This form of evaluation is somewhat poor form and this can hide important data on the effects of the studied drugs, such as increased or decreased thirst or hunger.

Furthermore, it should be noted that although food deprivation is a common factor in the animal in its natural habitat, in experimental conditions it may introduce uncontrollable variables in the expression of the SCS, the impact of changing phenomenon in the post-ingestive sleep prandial. This fact occurs because food deprivation leads to modification of sleep patterns in both rodents as in birds. The difference between birds and rodents is that prolonged fasting in rodents increases wakefulness and reduces time spent in REM sleep, and increase the time spent on motor activities and to contribute to a substantial delay in circadian rhythms. Birds already in the starvation leads to increased as time spent sleeping, increased sleep time of light waves and paradoxical sleep [26,34].

Within this context, with the aim of improving the model of SCS and improve compression donated produced [35] SPUDEIT, 2013 proposed a model for studying the pigeons called SCS SM-BSS. The use of bird to study a model as studied in mammals was only possible because of works such as Takei et al. [36], Hoeller et al. [37] and Rial et al. [38] showing that the behaviors that are part of SCS are phylogenetically conserved.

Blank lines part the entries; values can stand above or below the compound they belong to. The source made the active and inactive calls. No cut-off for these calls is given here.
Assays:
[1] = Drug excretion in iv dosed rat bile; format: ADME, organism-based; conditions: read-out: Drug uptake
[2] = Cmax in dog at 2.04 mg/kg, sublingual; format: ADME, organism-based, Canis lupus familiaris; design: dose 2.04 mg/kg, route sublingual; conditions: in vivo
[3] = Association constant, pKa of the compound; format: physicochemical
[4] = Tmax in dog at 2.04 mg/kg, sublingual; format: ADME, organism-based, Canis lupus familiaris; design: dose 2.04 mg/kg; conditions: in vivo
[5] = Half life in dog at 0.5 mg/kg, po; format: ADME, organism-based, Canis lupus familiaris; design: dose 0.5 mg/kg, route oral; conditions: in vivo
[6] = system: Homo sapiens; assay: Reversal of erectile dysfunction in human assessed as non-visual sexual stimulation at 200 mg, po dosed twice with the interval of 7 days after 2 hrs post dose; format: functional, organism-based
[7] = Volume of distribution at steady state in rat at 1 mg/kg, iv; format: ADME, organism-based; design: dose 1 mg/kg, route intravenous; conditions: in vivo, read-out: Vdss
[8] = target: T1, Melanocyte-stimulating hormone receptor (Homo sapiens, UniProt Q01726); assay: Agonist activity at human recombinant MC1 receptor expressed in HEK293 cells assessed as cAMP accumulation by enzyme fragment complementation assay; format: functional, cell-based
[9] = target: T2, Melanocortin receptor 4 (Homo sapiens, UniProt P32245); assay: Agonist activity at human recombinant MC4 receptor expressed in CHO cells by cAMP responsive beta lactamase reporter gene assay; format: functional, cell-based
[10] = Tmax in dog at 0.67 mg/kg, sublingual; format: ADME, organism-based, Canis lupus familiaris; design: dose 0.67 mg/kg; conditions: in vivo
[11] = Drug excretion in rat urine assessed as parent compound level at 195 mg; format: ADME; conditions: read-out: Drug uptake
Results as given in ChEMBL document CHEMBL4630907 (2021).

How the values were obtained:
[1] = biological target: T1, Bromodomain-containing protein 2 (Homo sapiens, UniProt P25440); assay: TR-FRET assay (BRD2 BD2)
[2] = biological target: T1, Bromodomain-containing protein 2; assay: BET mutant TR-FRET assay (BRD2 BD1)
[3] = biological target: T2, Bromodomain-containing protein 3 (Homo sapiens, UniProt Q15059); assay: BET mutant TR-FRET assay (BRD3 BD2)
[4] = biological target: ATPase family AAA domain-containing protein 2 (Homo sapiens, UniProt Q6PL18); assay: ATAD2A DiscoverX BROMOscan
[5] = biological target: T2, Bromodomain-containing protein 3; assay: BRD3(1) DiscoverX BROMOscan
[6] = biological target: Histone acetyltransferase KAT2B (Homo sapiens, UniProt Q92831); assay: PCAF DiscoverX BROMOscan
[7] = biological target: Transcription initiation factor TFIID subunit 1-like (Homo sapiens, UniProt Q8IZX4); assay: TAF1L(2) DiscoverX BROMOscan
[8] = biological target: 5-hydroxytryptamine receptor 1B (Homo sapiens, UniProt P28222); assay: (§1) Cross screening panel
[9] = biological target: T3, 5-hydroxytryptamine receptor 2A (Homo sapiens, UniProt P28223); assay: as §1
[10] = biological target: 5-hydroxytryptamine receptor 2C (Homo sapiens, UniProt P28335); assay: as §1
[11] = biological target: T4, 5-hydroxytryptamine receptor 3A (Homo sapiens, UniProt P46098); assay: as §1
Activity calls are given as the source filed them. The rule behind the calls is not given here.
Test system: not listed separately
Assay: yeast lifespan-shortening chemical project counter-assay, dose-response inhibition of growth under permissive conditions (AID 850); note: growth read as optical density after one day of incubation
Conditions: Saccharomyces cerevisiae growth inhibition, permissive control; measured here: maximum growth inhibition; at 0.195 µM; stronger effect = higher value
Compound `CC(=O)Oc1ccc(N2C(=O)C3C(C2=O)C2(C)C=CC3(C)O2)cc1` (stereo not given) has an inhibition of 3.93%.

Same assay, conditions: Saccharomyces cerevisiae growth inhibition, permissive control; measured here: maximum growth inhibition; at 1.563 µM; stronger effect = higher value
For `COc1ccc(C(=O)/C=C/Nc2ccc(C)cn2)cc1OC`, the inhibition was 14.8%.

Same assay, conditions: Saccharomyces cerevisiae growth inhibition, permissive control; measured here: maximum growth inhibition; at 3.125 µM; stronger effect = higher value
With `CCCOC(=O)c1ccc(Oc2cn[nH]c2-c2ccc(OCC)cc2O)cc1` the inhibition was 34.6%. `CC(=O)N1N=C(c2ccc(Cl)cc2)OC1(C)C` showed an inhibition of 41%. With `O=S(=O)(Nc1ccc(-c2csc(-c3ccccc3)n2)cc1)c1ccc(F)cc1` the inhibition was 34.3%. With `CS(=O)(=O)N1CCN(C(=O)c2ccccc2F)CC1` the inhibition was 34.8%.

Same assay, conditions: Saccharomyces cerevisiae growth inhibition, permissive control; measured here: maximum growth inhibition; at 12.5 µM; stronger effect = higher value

News of the protocol SM-BSS

The first novelty presented by this new protocol was to reduce the time that the animal needs to go without food so you can unleash the BSS. This reduction was 24 pm for 1h. That was enough to add a mixture of seeds (see for composition see [35]) that the animal likes to order the return of normal chow and water. This is an important finding because it avoids theeffects of prolonged fasting. This reduction in fasting time increased with this mix of seeds not only triggered the BSS as not married significant changes when compared with animals that were fasted for 24 hours as we can see by the Table 1 below.

  MS-BSS (n=6) 24-h Food deprivation (n=6)